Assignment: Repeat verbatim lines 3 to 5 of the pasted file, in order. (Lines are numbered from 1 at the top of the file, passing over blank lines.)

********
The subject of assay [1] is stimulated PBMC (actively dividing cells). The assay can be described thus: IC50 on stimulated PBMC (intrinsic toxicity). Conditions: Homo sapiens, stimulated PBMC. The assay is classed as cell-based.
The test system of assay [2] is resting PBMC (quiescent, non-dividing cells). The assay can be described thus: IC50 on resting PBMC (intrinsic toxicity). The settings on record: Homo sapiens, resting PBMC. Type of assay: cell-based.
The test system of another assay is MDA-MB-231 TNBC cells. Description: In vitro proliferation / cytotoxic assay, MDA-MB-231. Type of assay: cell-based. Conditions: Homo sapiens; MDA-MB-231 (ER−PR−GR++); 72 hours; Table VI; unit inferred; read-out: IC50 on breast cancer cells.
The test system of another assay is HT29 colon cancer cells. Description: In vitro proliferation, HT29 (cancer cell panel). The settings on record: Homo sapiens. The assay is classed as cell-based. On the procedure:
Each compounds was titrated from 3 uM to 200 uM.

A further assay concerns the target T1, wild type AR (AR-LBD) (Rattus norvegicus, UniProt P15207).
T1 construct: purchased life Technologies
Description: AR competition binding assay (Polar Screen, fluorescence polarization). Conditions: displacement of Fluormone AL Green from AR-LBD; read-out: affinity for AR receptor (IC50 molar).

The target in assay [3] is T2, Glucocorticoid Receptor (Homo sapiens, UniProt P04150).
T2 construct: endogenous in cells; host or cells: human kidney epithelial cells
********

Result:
The test system of another assay is MDA-MB-231 TNBC cells. Description: In vitro proliferation / cytotoxic assay, MDA-MB-231. Type of assay: cell-based. Conditions: Homo sapiens; MDA-MB-231 (ER−PR−GR++); 72 hours; Table VI; unit inferred; read-out: IC50 on breast cancer cells.
The test system of another assay is HT29 colon cancer cells. Description: In vitro proliferation, HT29 (cancer cell panel). The settings on record: Homo sapiens. The assay is classed as cell-based. On the procedure:
Each compounds was titrated from 3 uM to 200 uM.